10/01/2003 11:00PM

Demonstrators swarm statehouse for slots


EAST BOSTON, Mass. - In true New England fashion, the region's horsemen took to the streets Thursday along the historic Freedom Trail and onto the steps of the Massachusetts Statehouse to demonstrate in the hopes of getting slots at the tracks and saving their jobs.

The rally was designed to attract sympathy from state legislators who will take up gaming bills over the next six months - bills that could decide if Thoroughbred racing continues in the region after next year.

"The track needs to get slots in order to be able to stay open longer," said Lynette Bush, an owner-trainer at Suffolk Downs and one of the chief organizers of the demonstration. "There are a lot of people that are going to be homeless and jobless, and families that will be split up if the state doesn't do something to help us."

The more than 150 demonstrators carried signs that said "Seabiscuit says take a gamble on slots," referring to the Depression-era equine hero and Massachusetts Handicap winner. Most on the pickets - trainers, backstretch workers, and track employees - will be out of work or forced to relocate at the end of the month when Suffolk closes for the year and doesn't plan to reopen until May 1, 2004.

The feelings among horsemen and track officials are a far cry from a year ago when the commonwealth elected a governor who pledged not to raise taxes despite a huge budget deficit. Bills calling for slots at the state's tracks as a way to raise revenues were defeated in April when leadership in the Legislature failed to throw support behind them. Instead the budget was met by drastic cuts in services and public sector jobs.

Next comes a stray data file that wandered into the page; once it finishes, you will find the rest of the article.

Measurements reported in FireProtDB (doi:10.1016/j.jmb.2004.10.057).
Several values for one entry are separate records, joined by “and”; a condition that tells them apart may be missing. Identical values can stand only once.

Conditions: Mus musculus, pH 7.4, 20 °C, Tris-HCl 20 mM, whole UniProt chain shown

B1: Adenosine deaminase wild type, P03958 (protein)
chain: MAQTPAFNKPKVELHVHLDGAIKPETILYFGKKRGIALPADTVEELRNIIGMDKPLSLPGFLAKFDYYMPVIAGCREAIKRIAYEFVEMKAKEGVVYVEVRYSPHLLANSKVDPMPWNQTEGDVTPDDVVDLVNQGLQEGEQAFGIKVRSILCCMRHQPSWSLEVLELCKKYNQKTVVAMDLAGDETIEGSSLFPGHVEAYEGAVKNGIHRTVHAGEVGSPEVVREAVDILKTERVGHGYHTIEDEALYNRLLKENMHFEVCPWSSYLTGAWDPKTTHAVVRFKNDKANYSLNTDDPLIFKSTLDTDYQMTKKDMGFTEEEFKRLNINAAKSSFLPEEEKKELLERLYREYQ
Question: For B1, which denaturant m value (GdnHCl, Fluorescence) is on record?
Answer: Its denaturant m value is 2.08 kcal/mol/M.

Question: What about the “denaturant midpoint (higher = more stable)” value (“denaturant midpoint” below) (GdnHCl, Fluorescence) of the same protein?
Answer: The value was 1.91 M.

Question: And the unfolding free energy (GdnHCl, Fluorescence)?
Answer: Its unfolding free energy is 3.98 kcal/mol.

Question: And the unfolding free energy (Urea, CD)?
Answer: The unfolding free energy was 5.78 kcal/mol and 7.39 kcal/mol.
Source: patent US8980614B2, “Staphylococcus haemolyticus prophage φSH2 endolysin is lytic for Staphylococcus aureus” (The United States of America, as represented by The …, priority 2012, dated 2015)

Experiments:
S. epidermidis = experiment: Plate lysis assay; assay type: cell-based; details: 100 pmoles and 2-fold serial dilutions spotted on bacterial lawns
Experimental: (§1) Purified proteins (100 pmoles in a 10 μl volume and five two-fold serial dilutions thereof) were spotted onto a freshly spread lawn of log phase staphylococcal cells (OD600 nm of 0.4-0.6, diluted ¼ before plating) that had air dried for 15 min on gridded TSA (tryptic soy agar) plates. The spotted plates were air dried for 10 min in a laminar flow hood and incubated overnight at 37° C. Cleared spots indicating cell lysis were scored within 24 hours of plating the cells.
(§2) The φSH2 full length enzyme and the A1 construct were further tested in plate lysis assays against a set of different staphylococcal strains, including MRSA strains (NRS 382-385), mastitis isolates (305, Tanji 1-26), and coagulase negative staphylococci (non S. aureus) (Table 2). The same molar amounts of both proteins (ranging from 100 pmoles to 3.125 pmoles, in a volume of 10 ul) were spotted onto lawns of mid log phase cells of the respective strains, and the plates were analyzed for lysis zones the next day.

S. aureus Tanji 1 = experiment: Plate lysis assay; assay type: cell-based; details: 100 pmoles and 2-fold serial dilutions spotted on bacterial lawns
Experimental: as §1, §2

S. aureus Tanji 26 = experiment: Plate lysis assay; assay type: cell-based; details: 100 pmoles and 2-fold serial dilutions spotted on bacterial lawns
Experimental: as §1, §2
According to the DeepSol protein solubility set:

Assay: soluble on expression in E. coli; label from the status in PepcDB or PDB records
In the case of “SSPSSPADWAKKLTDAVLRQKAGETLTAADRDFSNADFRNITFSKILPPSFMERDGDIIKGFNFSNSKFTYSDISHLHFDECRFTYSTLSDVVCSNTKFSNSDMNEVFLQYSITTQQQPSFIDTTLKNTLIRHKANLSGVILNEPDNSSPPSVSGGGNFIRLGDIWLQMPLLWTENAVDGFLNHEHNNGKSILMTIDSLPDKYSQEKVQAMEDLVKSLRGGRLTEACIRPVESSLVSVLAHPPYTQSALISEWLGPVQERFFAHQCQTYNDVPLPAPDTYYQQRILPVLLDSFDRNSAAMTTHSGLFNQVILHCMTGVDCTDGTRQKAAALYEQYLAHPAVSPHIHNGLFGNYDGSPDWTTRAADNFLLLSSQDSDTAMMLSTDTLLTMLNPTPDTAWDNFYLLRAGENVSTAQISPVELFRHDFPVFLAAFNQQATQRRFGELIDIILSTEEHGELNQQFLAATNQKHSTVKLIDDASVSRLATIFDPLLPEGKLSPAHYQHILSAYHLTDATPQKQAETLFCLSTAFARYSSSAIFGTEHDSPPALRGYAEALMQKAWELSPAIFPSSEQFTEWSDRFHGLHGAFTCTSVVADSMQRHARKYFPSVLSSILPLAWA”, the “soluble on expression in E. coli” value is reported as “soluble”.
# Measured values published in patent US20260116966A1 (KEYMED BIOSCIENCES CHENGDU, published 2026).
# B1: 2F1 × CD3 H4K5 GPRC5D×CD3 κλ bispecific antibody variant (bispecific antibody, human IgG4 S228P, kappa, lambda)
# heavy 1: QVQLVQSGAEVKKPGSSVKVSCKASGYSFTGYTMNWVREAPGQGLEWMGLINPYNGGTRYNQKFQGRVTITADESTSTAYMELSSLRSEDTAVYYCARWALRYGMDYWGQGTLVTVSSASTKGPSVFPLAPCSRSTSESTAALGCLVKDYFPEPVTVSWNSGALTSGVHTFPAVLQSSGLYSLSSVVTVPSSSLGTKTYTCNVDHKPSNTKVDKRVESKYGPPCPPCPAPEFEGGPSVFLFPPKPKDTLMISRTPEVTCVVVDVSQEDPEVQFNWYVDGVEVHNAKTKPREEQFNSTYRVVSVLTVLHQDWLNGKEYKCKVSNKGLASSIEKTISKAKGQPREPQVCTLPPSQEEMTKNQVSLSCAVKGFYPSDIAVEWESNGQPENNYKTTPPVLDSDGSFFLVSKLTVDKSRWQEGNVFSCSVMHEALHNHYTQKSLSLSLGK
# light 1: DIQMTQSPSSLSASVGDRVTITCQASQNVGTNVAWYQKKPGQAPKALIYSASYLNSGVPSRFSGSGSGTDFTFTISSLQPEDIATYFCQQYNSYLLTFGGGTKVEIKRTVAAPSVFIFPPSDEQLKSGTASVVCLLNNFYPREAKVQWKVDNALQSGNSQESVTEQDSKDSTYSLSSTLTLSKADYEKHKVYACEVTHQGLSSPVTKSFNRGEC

"We have to change things," said Representative Brian Wallace (D - South Boston), who supported slots legislation in the spring and was present at the demonstration. "The economic impact has been devastating, and when we're losing firemen and school teachers while slots at the track could pump $510 million dollars back into the economy, for me it's really a no-brainer."

Field of eight for Peabody

Saturday's Amelia Peabody Stakes will be the only stakes for 2-year-old fillies here this year, and it's restricted to statebreds. Last year, that didn't matter because statebred Jill's Layup won when the race was open to all 2-year-old fillies. There doesn't appear to be any fillies of that kind this year.

Ask Queenie is alone among the eight entrants to have won a race, with a maiden victory in the mud in August. She will likely be joined on the pace by Teeney Bubbles, who finished on the board in four starts but who has yet to win.

Of the four first-time starters in the field, Tap Into Fame figures to hit the ground running. A homebred daughter of Pleasant Tap, she has been working at Delaware Park for owner John D. Murphy and trainer Mike Gorham and is a half-sister to Repriced Fame, who was in the money in three similar Massachusetts-bred races in her career.

Contest, seminar on Saturday

One of the last chances to advance to the DRF/NTRA National Handicapping Championship takes place at Suffolk Downs Saturday with a contest running in conjunction with DRF publisher Steve Crist's appearance at the track to sign copies of his book, "Betting on Myself."

The $2 contest entry fee competition requires five mythical win wagers on Saturday's live racing with the top two finishers going on to the national finals in Las Vegas in January.

Crist will conduct a handicapping seminar beginning at 11:30 a.m. in the Clubhouse Teletheatre with a book signing at 1:30. He will also appear at Wonderland Greyhound Park Saturday evening.